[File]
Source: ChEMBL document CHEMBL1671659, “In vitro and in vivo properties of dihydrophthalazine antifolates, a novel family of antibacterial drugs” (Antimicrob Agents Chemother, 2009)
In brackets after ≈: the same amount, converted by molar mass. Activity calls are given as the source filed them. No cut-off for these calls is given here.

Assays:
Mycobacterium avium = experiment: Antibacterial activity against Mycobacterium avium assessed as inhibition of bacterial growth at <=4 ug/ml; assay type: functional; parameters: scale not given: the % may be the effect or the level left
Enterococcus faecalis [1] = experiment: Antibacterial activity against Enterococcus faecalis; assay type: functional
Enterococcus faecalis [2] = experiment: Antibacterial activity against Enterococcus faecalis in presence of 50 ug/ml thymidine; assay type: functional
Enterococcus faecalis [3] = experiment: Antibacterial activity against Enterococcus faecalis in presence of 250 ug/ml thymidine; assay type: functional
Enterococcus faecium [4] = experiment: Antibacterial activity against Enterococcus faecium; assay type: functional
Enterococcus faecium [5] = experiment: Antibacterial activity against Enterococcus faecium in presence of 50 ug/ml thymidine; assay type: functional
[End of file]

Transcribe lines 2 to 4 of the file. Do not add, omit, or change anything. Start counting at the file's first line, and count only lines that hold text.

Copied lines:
In brackets after ≈: the same amount, converted by molar mass. Activity calls are given as the source filed them. No cut-off for these calls is given here.

Assays:
Mycobacterium avium = experiment: Antibacterial activity against Mycobacterium avium assessed as inhibition of bacterial growth at <=4 ug/ml; assay type: functional; parameters: scale not given: the % may be the effect or the level left